Hundreds of barrel jellyfish wash up on the south coast in UK


The English Channel is teeming with the enormous jellyfish just as thousands of people are due to visit the coast this weekend.

Hundreds of 4ft barrel jellyfish have washed up along the south coast of England as millions of people prepare to flock to the country's beaches to make the most of the soaring temperatures.

Port worker Clive Thomas managed to capture photos of the giant jellyfish in Portland Harbour in Dorset, while dozens more have been found washed up further along the coast in Bournemouth.

In one morning alone, lifeguards in Bournemouth recovered more than 100 jellyfish which had beached themselves.

Despite their large size, barrel jellyfish - which are called Rhizostoma pulmo in Latin - cause little harm to humans as their sting is not considered powerful. It is similar to a nettle sting and can cause a rash.

The recent influx to British shores is down to rich nutrients presently in the water which create ideal conditions for plankton to bloom.

The jellyfish are attracted towards the shore by the plankton but strong southerly winds often mean they end up being swept into the shallows.


Those heading to Branksome Beach in Dorset will want to keep an eye out for the dozens of washed-up jellyfish which have found themselves stranded on the shore this week.

Mr Thomas, who works at the Portland Port Authority, recorded hundreds of them in the harbour during his lunch break yesterday.

He said: 'We get jellyfish coming here every so often but I have never seen them in such great number before.

'I videoed just one part of the harbour but they were everywhere. They do look a bit alien-like and the scene did look a bit spooky. You wouldn't have wanted to jump in.'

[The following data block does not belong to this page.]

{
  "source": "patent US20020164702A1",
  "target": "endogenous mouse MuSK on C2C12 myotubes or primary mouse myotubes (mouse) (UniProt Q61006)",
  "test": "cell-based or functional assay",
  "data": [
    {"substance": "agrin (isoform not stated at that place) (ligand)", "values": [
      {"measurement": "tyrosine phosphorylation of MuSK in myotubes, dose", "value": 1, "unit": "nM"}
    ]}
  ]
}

Beachgoers in Bournemouth also reported seeing dozens of the giant jellyfish washed up on a stretch of coastline.

Caroline Walker, from Canford Cliffs, Poole, was walking at Branksome Chine beach near the millionaire's playground of Sandbanks when she spotted an influx of the huge marine creatures stranded on the sand.

She said: 'I live near the beach and was down early in the morning with my camera to see what I came across when I spotted all these jellyfish high and dry on the shore.

'In just one section of beach between groynes there were 15 jellyfish - it was quite a sight.

'They ranged in shapes and size, from ones that would fit in the palm of your hand to others that were about 2ft wide.

'Barrel jellyfish aren't uncommon but we've been getting more and more being washed up recently.

'I first saw one around a month ago but since then the numbers have been going through the roof and in the last week there have been hundreds.

'Unfortunately once they've been washed up they then die. I saw a man from the council putting them in bags, and he said he'd collected 100 that morning.'

Barrel jellyfish are often known as dustbin-lid jellyfish because of their enormous size.

They are commonly found in the north east Atlantic, Adriatic, and Mediterranean and are thought to be among the oldest species on the planet, dating back around 500 million years.

Dr Simon Boxall, a lecturer oceanography at the University of Southampton, said: 'You get swarms of jellyfish when the conditions are right. We have had a combination of rain and sun in the spring and that leads to a reasonable amount of food in the water.

'Nutrients wash off the land into the sea that feed the plankton which feeds the jellyfish.

'Jellyfish do drift and go with the flow. They are at the mercy of the winds and that is why they do beach.

'People should avoid swimming in the sea if there are in large numbers. If people do get stung they are best off bathing the sting in salt water.'